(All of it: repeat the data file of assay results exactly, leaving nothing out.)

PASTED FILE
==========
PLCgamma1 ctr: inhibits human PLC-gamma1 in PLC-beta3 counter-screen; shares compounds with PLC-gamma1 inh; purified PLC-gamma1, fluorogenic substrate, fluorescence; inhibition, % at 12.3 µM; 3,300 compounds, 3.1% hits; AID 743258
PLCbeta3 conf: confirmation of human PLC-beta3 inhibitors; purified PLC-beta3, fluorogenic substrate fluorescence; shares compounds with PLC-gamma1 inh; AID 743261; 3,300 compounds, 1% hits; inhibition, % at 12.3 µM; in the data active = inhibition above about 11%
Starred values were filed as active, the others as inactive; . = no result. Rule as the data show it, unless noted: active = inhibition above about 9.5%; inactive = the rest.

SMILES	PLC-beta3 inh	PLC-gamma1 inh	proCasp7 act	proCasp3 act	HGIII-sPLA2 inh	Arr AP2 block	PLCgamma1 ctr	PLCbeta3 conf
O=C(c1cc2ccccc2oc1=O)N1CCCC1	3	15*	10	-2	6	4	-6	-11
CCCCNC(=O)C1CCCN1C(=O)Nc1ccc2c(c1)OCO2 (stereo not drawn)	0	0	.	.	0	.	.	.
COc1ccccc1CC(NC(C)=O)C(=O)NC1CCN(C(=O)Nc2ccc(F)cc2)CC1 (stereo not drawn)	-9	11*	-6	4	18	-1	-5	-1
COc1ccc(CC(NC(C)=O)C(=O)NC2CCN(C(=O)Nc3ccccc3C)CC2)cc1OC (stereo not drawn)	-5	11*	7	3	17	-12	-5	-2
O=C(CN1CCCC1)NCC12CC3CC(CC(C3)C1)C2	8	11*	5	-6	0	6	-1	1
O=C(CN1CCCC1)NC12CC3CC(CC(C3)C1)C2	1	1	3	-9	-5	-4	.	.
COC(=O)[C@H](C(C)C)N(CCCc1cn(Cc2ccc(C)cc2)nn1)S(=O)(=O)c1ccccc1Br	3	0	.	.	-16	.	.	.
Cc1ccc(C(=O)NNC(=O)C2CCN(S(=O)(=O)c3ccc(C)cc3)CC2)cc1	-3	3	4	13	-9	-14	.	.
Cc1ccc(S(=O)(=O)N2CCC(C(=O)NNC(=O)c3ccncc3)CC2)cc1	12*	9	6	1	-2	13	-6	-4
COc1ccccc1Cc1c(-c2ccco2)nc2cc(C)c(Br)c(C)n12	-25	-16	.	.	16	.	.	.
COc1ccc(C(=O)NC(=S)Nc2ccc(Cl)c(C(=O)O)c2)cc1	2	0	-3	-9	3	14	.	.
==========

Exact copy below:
PLCgamma1 ctr: inhibits human PLC-gamma1 in PLC-beta3 counter-screen; shares compounds with PLC-gamma1 inh; purified PLC-gamma1, fluorogenic substrate, fluorescence; inhibition, % at 12.3 µM; 3,300 compounds, 3.1% hits; AID 743258
PLCbeta3 conf: confirmation of human PLC-beta3 inhibitors; purified PLC-beta3, fluorogenic substrate fluorescence; shares compounds with PLC-gamma1 inh; AID 743261; 3,300 compounds, 1% hits; inhibition, % at 12.3 µM; in the data active = inhibition above about 11%
Starred values were filed as active, the others as inactive; . = no result. Rule as the data show it, unless noted: active = inhibition above about 9.5%; inactive = the rest.

SMILES	PLC-beta3 inh	PLC-gamma1 inh	proCasp7 act	proCasp3 act	HGIII-sPLA2 inh	Arr AP2 block	PLCgamma1 ctr	PLCbeta3 conf
O=C(c1cc2ccccc2oc1=O)N1CCCC1	3	15*	10	-2	6	4	-6	-11
CCCCNC(=O)C1CCCN1C(=O)Nc1ccc2c(c1)OCO2 (stereo not drawn)	0	0	.	.	0	.	.	.
COc1ccccc1CC(NC(C)=O)C(=O)NC1CCN(C(=O)Nc2ccc(F)cc2)CC1 (stereo not drawn)	-9	11*	-6	4	18	-1	-5	-1
COc1ccc(CC(NC(C)=O)C(=O)NC2CCN(C(=O)Nc3ccccc3C)CC2)cc1OC (stereo not drawn)	-5	11*	7	3	17	-12	-5	-2
O=C(CN1CCCC1)NCC12CC3CC(CC(C3)C1)C2	8	11*	5	-6	0	6	-1	1
O=C(CN1CCCC1)NC12CC3CC(CC(C3)C1)C2	1	1	3	-9	-5	-4	.	.
COC(=O)[C@H](C(C)C)N(CCCc1cn(Cc2ccc(C)cc2)nn1)S(=O)(=O)c1ccccc1Br	3	0	.	.	-16	.	.	.
Cc1ccc(C(=O)NNC(=O)C2CCN(S(=O)(=O)c3ccc(C)cc3)CC2)cc1	-3	3	4	13	-9	-14	.	.
Cc1ccc(S(=O)(=O)N2CCC(C(=O)NNC(=O)c3ccncc3)CC2)cc1	12*	9	6	1	-2	13	-6	-4
COc1ccccc1Cc1c(-c2ccco2)nc2cc(C)c(Br)c(C)n12	-25	-16	.	.	16	.	.	.
COc1ccc(C(=O)NC(=S)Nc2ccc(Cl)c(C(=O)O)c2)cc1	2	0	-3	-9	3	14	.	.